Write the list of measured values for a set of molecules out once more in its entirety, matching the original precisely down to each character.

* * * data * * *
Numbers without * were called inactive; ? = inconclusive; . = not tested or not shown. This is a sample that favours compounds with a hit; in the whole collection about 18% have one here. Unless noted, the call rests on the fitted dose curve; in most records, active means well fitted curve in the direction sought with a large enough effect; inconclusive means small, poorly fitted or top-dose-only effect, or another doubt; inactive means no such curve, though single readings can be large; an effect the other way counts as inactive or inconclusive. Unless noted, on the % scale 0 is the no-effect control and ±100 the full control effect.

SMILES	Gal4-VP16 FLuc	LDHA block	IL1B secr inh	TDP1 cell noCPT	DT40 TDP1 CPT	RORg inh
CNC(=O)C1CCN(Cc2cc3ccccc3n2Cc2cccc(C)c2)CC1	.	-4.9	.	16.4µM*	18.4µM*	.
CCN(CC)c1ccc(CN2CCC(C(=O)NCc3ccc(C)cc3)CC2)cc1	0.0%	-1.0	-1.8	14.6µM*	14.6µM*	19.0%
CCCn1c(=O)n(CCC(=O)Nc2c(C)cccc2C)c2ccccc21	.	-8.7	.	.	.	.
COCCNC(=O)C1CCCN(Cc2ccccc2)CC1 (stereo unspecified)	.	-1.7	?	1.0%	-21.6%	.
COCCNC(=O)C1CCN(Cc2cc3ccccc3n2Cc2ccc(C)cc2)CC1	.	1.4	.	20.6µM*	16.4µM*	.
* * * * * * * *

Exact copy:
Numbers without * were called inactive; ? = inconclusive; . = not tested or not shown. This is a sample that favours compounds with a hit; in the whole collection about 18% have one here. Unless noted, the call rests on the fitted dose curve; in most records, active means well fitted curve in the direction sought with a large enough effect; inconclusive means small, poorly fitted or top-dose-only effect, or another doubt; inactive means no such curve, though single readings can be large; an effect the other way counts as inactive or inconclusive. Unless noted, on the % scale 0 is the no-effect control and ±100 the full control effect.

SMILES	Gal4-VP16 FLuc	LDHA block	IL1B secr inh	TDP1 cell noCPT	DT40 TDP1 CPT	RORg inh
CNC(=O)C1CCN(Cc2cc3ccccc3n2Cc2cccc(C)c2)CC1	.	-4.9	.	16.4µM*	18.4µM*	.
CCN(CC)c1ccc(CN2CCC(C(=O)NCc3ccc(C)cc3)CC2)cc1	0.0%	-1.0	-1.8	14.6µM*	14.6µM*	19.0%
CCCn1c(=O)n(CCC(=O)Nc2c(C)cccc2C)c2ccccc21	.	-8.7	.	.	.	.
COCCNC(=O)C1CCCN(Cc2ccccc2)CC1 (stereo unspecified)	.	-1.7	?	1.0%	-21.6%	.
COCCNC(=O)C1CCN(Cc2cc3ccccc3n2Cc2ccc(C)cc2)CC1	.	1.4	.	20.6µM*	16.4µM*	.